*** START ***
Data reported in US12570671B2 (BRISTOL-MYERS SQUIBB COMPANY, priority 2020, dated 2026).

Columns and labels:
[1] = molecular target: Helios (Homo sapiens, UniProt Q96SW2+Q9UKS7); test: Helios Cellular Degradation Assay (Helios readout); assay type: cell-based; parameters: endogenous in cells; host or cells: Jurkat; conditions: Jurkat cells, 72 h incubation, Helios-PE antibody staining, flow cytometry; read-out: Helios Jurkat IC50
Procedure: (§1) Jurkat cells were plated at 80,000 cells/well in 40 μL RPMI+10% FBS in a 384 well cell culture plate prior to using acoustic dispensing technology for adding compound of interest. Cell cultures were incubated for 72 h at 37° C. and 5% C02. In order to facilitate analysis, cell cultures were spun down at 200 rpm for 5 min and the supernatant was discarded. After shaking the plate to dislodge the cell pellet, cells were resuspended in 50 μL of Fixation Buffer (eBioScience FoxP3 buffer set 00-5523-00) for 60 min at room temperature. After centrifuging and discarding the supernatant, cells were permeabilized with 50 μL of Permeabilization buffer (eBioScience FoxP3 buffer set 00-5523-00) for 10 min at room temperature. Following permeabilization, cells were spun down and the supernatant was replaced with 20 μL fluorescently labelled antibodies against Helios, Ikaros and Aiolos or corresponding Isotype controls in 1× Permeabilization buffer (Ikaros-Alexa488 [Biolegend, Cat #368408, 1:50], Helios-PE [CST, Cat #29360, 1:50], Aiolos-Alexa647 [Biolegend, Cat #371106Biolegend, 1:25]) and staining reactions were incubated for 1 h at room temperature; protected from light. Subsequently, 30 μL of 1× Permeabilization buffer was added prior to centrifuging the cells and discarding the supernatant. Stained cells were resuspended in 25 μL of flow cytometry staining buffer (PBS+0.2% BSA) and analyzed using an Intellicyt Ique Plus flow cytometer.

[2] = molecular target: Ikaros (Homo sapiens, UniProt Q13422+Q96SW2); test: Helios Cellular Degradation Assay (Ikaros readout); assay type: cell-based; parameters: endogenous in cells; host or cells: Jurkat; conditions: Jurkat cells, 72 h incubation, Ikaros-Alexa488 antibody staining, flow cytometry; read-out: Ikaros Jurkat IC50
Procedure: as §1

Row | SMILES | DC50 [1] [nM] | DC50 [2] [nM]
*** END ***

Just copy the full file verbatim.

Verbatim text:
Data reported in US12570671B2 (BRISTOL-MYERS SQUIBB COMPANY, priority 2020, dated 2026).

Columns and labels:
[1] = molecular target: Helios (Homo sapiens, UniProt Q96SW2+Q9UKS7); test: Helios Cellular Degradation Assay (Helios readout); assay type: cell-based; parameters: endogenous in cells; host or cells: Jurkat; conditions: Jurkat cells, 72 h incubation, Helios-PE antibody staining, flow cytometry; read-out: Helios Jurkat IC50
Procedure: (§1) Jurkat cells were plated at 80,000 cells/well in 40 μL RPMI+10% FBS in a 384 well cell culture plate prior to using acoustic dispensing technology for adding compound of interest. Cell cultures were incubated for 72 h at 37° C. and 5% C02. In order to facilitate analysis, cell cultures were spun down at 200 rpm for 5 min and the supernatant was discarded. After shaking the plate to dislodge the cell pellet, cells were resuspended in 50 μL of Fixation Buffer (eBioScience FoxP3 buffer set 00-5523-00) for 60 min at room temperature. After centrifuging and discarding the supernatant, cells were permeabilized with 50 μL of Permeabilization buffer (eBioScience FoxP3 buffer set 00-5523-00) for 10 min at room temperature. Following permeabilization, cells were spun down and the supernatant was replaced with 20 μL fluorescently labelled antibodies against Helios, Ikaros and Aiolos or corresponding Isotype controls in 1× Permeabilization buffer (Ikaros-Alexa488 [Biolegend, Cat #368408, 1:50], Helios-PE [CST, Cat #29360, 1:50], Aiolos-Alexa647 [Biolegend, Cat #371106Biolegend, 1:25]) and staining reactions were incubated for 1 h at room temperature; protected from light. Subsequently, 30 μL of 1× Permeabilization buffer was added prior to centrifuging the cells and discarding the supernatant. Stained cells were resuspended in 25 μL of flow cytometry staining buffer (PBS+0.2% BSA) and analyzed using an Intellicyt Ique Plus flow cytometer.

[2] = molecular target: Ikaros (Homo sapiens, UniProt Q13422+Q96SW2); test: Helios Cellular Degradation Assay (Ikaros readout); assay type: cell-based; parameters: endogenous in cells; host or cells: Jurkat; conditions: Jurkat cells, 72 h incubation, Ikaros-Alexa488 antibody staining, flow cytometry; read-out: Ikaros Jurkat IC50
Procedure: as §1

Row | SMILES | DC50 [1] [nM] | DC50 [2] [nM]